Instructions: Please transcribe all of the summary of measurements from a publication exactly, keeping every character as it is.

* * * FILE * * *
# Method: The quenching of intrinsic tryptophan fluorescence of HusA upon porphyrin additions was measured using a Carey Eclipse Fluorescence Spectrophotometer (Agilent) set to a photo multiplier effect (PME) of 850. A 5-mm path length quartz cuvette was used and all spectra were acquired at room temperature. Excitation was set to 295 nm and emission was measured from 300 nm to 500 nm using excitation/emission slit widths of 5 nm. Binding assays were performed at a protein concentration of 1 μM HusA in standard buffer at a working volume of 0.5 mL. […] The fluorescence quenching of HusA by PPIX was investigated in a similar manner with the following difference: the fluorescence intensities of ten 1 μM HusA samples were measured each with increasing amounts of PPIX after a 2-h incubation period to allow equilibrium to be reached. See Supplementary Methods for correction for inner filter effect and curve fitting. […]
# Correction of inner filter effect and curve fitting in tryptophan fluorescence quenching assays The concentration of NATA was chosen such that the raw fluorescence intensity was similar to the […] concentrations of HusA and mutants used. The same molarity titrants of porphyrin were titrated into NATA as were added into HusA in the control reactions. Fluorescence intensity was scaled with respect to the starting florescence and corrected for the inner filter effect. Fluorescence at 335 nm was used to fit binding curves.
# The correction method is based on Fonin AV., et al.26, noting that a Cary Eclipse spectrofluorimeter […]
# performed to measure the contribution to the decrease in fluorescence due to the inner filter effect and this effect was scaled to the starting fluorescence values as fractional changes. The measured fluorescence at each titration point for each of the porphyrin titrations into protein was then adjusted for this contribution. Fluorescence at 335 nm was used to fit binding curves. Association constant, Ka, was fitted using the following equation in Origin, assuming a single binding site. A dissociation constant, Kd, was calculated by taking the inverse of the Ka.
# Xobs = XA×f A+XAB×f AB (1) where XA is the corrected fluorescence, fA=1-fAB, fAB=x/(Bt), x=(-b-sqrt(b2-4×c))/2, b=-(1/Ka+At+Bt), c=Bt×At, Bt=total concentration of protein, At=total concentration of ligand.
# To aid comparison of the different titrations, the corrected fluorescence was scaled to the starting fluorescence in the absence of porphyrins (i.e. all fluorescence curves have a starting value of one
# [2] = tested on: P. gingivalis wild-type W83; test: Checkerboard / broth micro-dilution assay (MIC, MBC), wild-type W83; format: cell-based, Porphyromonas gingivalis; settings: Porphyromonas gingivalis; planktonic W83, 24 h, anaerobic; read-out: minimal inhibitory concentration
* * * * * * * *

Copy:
# Method: The quenching of intrinsic tryptophan fluorescence of HusA upon porphyrin additions was measured using a Carey Eclipse Fluorescence Spectrophotometer (Agilent) set to a photo multiplier effect (PME) of 850. A 5-mm path length quartz cuvette was used and all spectra were acquired at room temperature. Excitation was set to 295 nm and emission was measured from 300 nm to 500 nm using excitation/emission slit widths of 5 nm. Binding assays were performed at a protein concentration of 1 μM HusA in standard buffer at a working volume of 0.5 mL. […] The fluorescence quenching of HusA by PPIX was investigated in a similar manner with the following difference: the fluorescence intensities of ten 1 μM HusA samples were measured each with increasing amounts of PPIX after a 2-h incubation period to allow equilibrium to be reached. See Supplementary Methods for correction for inner filter effect and curve fitting. […]
# Correction of inner filter effect and curve fitting in tryptophan fluorescence quenching assays The concentration of NATA was chosen such that the raw fluorescence intensity was similar to the […] concentrations of HusA and mutants used. The same molarity titrants of porphyrin were titrated into NATA as were added into HusA in the control reactions. Fluorescence intensity was scaled with respect to the starting florescence and corrected for the inner filter effect. Fluorescence at 335 nm was used to fit binding curves.
# The correction method is based on Fonin AV., et al.26, noting that a Cary Eclipse spectrofluorimeter […]
# performed to measure the contribution to the decrease in fluorescence due to the inner filter effect and this effect was scaled to the starting fluorescence values as fractional changes. The measured fluorescence at each titration point for each of the porphyrin titrations into protein was then adjusted for this contribution. Fluorescence at 335 nm was used to fit binding curves. Association constant, Ka, was fitted using the following equation in Origin, assuming a single binding site. A dissociation constant, Kd, was calculated by taking the inverse of the Ka.
# Xobs = XA×f A+XAB×f AB (1) where XA is the corrected fluorescence, fA=1-fAB, fAB=x/(Bt), x=(-b-sqrt(b2-4×c))/2, b=-(1/Ka+At+Bt), c=Bt×At, Bt=total concentration of protein, At=total concentration of ligand.
# To aid comparison of the different titrations, the corrected fluorescence was scaled to the starting fluorescence in the absence of porphyrins (i.e. all fluorescence curves have a starting value of one
# [2] = tested on: P. gingivalis wild-type W83; test: Checkerboard / broth micro-dilution assay (MIC, MBC), wild-type W83; format: cell-based, Porphyromonas gingivalis; settings: Porphyromonas gingivalis; planktonic W83, 24 h, anaerobic; read-out: minimal inhibitory concentration